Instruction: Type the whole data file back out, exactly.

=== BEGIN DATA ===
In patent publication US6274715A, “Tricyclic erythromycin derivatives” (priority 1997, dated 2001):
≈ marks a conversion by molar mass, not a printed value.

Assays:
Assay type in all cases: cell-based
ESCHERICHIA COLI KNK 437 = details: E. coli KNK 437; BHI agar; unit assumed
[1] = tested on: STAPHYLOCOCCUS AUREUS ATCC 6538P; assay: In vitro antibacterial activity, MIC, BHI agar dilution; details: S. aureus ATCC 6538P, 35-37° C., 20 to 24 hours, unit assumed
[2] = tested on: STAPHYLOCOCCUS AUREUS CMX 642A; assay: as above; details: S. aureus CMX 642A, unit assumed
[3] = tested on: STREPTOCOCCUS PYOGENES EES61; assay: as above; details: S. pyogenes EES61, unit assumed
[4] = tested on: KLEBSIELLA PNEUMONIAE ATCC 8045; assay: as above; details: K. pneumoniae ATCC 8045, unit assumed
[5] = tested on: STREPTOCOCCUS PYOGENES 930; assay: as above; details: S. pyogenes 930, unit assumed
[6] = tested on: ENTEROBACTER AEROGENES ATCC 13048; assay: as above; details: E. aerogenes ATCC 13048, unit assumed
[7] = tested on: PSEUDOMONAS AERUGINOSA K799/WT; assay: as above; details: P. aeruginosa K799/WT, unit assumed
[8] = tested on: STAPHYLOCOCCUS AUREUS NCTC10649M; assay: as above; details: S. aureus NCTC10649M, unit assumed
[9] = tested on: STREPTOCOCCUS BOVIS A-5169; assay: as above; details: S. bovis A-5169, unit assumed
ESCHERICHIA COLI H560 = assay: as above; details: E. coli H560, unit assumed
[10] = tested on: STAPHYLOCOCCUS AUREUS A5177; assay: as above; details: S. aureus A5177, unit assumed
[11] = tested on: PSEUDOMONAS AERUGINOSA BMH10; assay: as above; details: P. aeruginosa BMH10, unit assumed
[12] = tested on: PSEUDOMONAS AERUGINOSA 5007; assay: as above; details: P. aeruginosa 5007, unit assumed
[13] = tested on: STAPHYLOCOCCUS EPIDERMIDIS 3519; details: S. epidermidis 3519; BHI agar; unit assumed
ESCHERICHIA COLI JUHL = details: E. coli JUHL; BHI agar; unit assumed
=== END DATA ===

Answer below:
In patent publication US6274715A, “Tricyclic erythromycin derivatives” (priority 1997, dated 2001):
≈ marks a conversion by molar mass, not a printed value.

Assays:
Assay type in all cases: cell-based
ESCHERICHIA COLI KNK 437 = details: E. coli KNK 437; BHI agar; unit assumed
[1] = tested on: STAPHYLOCOCCUS AUREUS ATCC 6538P; assay: In vitro antibacterial activity, MIC, BHI agar dilution; details: S. aureus ATCC 6538P, 35-37° C., 20 to 24 hours, unit assumed
[2] = tested on: STAPHYLOCOCCUS AUREUS CMX 642A; assay: as above; details: S. aureus CMX 642A, unit assumed
[3] = tested on: STREPTOCOCCUS PYOGENES EES61; assay: as above; details: S. pyogenes EES61, unit assumed
[4] = tested on: KLEBSIELLA PNEUMONIAE ATCC 8045; assay: as above; details: K. pneumoniae ATCC 8045, unit assumed
[5] = tested on: STREPTOCOCCUS PYOGENES 930; assay: as above; details: S. pyogenes 930, unit assumed
[6] = tested on: ENTEROBACTER AEROGENES ATCC 13048; assay: as above; details: E. aerogenes ATCC 13048, unit assumed
[7] = tested on: PSEUDOMONAS AERUGINOSA K799/WT; assay: as above; details: P. aeruginosa K799/WT, unit assumed
[8] = tested on: STAPHYLOCOCCUS AUREUS NCTC10649M; assay: as above; details: S. aureus NCTC10649M, unit assumed
[9] = tested on: STREPTOCOCCUS BOVIS A-5169; assay: as above; details: S. bovis A-5169, unit assumed
ESCHERICHIA COLI H560 = assay: as above; details: E. coli H560, unit assumed
[10] = tested on: STAPHYLOCOCCUS AUREUS A5177; assay: as above; details: S. aureus A5177, unit assumed
[11] = tested on: PSEUDOMONAS AERUGINOSA BMH10; assay: as above; details: P. aeruginosa BMH10, unit assumed
[12] = tested on: PSEUDOMONAS AERUGINOSA 5007; assay: as above; details: P. aeruginosa 5007, unit assumed
[13] = tested on: STAPHYLOCOCCUS EPIDERMIDIS 3519; details: S. epidermidis 3519; BHI agar; unit assumed
ESCHERICHIA COLI JUHL = details: E. coli JUHL; BHI agar; unit assumed